Senate EPW Committee Approves 5-Year Highway Bill

This morning, the Senate Environment and Public Works Committee approved, by a 23 to 0 vote, a five-year highway program reauthorization bill containing $287 billion in Highway Trust Fund contract authority and authorizing an additional $5.7 billion in general fund appropriations. The bill, the America’s Transportation Infrastructure Act, is S. 2302.

  • The 8,800-word Eno staff summary of the bill as reported is here.
  • The bill text as introduced is here.
  • The text of the bipartisan amendment in the nature of a substitute for the bill, which was then made base text for further amendment, is here.
  • The text of the five amendments to the substitute adopted in the markup session is here.
  • A two-page table showing all funding authorizations made by the bill, as reported, is here.
  • A series of tables showing estimated state-by-state formula funding under the bill is here.

Bipartisanship was on full display at the hearing – the only votes taken were unanimous, and everyone who spoke was in support of the legislation. And a litany of stakeholder groups were cited as being in full support of the legislation.

And, shortly before the markup started, the legislation was blessed from on high, via tweet:

No pay-for. Of course, the biggest unanswered question is still “how to pay for all this” – the $287.3 billion in HTF contract authority for FHWA is only part of surface transportation legislation that will have contributions from other committees as well. If the same proportions are used for this bill that were used in the FAST Act of 2015, where FHWA got 80.1236 percent of the contract authority, mass transit 17.4004 percent, and NHTSA and FMCSA 2.4760 percent, then FTA would get $49 billion of contract authority over five years and NHTSA and FMCSA would share $7.0 billion. ETW estimates that the outlays from that contract authority would boost the amount of additional tax revenues (or bailout transfers) needed to keep the Highway Trust Fund solvent through the end of FY 2025 from the CBO May 2019 baseline of $79 billion up to around $110 billion, as follows:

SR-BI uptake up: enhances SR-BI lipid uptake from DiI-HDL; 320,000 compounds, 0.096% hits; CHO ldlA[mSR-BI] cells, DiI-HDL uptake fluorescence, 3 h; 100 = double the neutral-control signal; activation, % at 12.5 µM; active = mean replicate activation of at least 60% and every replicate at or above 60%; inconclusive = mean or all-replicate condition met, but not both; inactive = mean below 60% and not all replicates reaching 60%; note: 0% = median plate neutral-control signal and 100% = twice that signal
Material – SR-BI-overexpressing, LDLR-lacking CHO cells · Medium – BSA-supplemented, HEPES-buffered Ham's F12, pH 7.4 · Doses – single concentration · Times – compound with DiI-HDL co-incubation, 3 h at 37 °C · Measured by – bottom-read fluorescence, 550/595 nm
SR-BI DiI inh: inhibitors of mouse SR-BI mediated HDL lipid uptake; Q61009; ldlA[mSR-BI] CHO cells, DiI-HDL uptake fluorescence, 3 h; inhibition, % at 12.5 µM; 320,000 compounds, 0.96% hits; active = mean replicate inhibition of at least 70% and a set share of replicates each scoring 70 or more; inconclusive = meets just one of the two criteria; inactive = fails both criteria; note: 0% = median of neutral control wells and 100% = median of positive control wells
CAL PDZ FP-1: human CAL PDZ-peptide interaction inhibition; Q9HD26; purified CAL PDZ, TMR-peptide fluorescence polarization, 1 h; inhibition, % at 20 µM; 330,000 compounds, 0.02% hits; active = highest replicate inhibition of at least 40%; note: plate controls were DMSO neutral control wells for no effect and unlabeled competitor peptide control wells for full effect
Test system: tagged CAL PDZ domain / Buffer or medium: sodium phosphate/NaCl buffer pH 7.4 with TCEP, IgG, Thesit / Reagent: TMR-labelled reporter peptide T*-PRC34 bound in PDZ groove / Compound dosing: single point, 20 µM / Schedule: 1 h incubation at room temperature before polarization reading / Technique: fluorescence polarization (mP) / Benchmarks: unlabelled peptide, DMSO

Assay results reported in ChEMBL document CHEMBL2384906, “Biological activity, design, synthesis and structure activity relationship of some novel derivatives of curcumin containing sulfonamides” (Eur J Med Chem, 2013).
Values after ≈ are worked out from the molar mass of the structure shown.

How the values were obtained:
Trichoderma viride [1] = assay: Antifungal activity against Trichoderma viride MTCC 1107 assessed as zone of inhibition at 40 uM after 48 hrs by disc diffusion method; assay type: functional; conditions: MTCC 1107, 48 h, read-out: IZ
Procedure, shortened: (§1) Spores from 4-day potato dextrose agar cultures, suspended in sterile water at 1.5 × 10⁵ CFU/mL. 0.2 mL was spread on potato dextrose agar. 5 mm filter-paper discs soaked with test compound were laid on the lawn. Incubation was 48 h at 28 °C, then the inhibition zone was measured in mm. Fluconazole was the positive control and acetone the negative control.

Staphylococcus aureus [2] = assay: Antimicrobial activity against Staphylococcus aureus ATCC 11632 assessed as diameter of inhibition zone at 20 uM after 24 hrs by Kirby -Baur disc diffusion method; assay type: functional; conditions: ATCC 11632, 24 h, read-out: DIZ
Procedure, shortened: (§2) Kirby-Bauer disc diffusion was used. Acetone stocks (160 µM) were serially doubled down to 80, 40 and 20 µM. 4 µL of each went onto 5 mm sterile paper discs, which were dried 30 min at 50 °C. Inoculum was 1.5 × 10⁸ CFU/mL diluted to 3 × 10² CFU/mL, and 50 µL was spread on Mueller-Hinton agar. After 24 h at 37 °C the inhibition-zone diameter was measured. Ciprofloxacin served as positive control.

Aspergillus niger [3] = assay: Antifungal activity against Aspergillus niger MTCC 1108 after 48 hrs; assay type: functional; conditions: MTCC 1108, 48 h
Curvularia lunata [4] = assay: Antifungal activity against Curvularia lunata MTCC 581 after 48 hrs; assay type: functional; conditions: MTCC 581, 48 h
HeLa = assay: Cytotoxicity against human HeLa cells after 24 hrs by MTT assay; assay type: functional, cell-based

But EPW chairman John Barrasso (R-WY) and ranking minority member Tom Carper (D-DE) each made a point of saying that they would work with the Finance Committee to restore the user-pay system, which means new tax revenues on highway users. (Barrasso has been explicit that electric vehicles need to be brought into the user-pay system as soon as possible). And section 1525 of the bill expresses the “sense of the Senate” that “(1) the Highway Trust Fund shall achieve long-term solvency through user fees; and (2) any spending beyond current Highway Trust Fund revenues and balances during the reauthorization period under this Act shall be fully offset.”

Big Four. Bills like this are best understood as “Big Four” bills – the legislation was developed in such a way that unanimity between four key Senators on all provisions was necessary: EPW chairman John Barrasso (R-WY), EPW ranking minority member Tom Carper (D-DE), Transportation and Infrastructure Subcommittee chairman Shelley Moore Capito (R-WV), and subcommittee ranking member Ben Cardin (D-MD). They designed the base bill, they decided which of their colleagues’ proposals to include in the substitute amendment, they decided which of the proposed amendments to the substitute would be allowed to pass by a voice vote, and they told their colleagues that it would not be in their interest to exercise their rights to offer other amendments at the markup that would face unified Big Four opposition.

After the substitute version of the bill was circulated to EPW members late Friday afternoon, the only further amendments that passed “Big Four” muster were the five that were accepted by voice vote at the markup:

  • Carper #1 – amends the authorizations in sec. 1101 of the substitute to further subdivide funding under the competitive side of the PROTECT grant program.